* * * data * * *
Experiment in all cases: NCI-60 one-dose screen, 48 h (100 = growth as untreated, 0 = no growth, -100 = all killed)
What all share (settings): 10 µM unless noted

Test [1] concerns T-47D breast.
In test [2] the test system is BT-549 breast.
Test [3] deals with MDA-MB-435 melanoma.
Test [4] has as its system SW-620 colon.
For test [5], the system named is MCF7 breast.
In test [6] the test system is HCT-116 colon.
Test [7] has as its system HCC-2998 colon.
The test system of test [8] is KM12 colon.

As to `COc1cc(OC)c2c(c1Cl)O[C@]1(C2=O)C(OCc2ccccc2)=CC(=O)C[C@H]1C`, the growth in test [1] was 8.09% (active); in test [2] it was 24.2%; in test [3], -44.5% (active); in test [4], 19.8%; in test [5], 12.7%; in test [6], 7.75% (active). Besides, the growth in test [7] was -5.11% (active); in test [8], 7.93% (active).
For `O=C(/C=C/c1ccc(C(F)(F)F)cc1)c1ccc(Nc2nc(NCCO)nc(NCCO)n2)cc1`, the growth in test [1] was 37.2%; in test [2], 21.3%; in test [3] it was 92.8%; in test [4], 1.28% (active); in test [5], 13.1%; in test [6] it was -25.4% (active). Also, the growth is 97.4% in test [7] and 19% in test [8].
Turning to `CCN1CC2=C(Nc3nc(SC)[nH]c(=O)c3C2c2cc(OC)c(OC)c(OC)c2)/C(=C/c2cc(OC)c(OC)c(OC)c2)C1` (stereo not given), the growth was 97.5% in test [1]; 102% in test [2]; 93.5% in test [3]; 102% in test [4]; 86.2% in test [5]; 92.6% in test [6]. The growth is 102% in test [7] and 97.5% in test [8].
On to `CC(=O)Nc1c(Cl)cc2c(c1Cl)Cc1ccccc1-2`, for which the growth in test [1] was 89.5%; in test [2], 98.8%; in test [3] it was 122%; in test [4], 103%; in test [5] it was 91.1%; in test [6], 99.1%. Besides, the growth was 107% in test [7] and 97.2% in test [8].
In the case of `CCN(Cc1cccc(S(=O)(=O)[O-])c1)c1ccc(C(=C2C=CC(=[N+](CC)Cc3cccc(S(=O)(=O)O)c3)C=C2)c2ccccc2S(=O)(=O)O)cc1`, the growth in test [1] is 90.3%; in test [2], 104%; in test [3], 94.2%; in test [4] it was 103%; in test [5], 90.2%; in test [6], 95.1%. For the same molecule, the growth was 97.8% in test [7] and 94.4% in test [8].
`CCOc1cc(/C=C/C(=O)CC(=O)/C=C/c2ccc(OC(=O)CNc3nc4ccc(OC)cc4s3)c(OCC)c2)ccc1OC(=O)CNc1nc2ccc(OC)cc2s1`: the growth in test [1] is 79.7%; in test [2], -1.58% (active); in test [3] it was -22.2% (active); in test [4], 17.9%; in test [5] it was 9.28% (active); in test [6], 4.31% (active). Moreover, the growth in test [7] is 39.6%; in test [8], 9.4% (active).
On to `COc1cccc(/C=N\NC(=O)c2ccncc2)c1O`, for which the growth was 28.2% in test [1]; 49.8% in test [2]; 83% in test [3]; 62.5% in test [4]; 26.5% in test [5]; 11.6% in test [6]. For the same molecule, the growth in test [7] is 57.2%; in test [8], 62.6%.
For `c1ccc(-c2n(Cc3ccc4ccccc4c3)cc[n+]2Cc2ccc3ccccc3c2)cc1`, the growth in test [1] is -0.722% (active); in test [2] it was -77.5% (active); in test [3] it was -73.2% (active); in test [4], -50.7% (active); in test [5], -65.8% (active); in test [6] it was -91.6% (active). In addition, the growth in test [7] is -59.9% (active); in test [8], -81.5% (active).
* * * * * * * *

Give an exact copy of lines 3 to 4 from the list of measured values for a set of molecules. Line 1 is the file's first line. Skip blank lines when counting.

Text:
Test [1] concerns T-47D breast.
In test [2] the test system is BT-549 breast.